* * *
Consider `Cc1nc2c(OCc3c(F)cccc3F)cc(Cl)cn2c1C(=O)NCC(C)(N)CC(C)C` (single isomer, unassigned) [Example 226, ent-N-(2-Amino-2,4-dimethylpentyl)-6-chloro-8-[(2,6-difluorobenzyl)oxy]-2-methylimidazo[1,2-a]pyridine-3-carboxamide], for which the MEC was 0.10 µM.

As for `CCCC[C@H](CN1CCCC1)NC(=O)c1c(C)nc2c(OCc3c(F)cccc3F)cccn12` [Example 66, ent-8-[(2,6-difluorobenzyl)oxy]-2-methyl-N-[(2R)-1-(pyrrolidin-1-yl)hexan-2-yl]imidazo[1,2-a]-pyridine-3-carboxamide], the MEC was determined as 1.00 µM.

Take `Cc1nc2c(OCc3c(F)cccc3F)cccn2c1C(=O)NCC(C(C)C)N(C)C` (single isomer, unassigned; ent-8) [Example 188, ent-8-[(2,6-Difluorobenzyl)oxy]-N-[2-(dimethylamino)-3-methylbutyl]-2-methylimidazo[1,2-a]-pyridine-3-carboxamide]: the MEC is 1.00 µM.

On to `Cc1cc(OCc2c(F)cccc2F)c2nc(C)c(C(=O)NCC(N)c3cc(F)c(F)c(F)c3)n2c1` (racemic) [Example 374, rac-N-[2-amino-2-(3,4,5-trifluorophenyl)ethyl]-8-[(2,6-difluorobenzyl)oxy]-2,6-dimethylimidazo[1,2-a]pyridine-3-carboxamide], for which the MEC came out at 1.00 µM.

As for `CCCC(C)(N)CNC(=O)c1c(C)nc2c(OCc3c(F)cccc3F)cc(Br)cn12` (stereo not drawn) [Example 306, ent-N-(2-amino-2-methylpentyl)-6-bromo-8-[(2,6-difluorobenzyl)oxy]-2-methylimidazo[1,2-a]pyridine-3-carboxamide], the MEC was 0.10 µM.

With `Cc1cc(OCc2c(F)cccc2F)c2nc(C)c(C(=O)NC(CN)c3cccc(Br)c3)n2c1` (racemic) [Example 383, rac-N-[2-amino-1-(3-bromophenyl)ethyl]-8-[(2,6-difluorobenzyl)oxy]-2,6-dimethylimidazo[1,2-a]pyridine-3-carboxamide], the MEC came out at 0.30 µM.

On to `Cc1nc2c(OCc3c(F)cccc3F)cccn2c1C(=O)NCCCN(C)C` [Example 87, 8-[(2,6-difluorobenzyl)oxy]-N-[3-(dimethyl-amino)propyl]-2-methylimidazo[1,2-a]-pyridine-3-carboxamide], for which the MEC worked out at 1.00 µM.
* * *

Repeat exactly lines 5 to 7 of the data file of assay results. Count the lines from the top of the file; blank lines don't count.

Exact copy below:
As for `CCCC(C)(N)CNC(=O)c1c(C)nc2c(OCc3c(F)cccc3F)cc(Br)cn12` (stereo not drawn) [Example 306, ent-N-(2-amino-2-methylpentyl)-6-bromo-8-[(2,6-difluorobenzyl)oxy]-2-methylimidazo[1,2-a]pyridine-3-carboxamide], the MEC was 0.10 µM.

With `Cc1cc(OCc2c(F)cccc2F)c2nc(C)c(C(=O)NC(CN)c3cccc(Br)c3)n2c1` (racemic) [Example 383, rac-N-[2-amino-1-(3-bromophenyl)ethyl]-8-[(2,6-difluorobenzyl)oxy]-2,6-dimethylimidazo[1,2-a]pyridine-3-carboxamide], the MEC came out at 0.30 µM.

On to `Cc1nc2c(OCc3c(F)cccc3F)cccn2c1C(=O)NCCCN(C)C` [Example 87, 8-[(2,6-difluorobenzyl)oxy]-N-[3-(dimethyl-amino)propyl]-2-methylimidazo[1,2-a]-pyridine-3-carboxamide], for which the MEC worked out at 1.00 µM.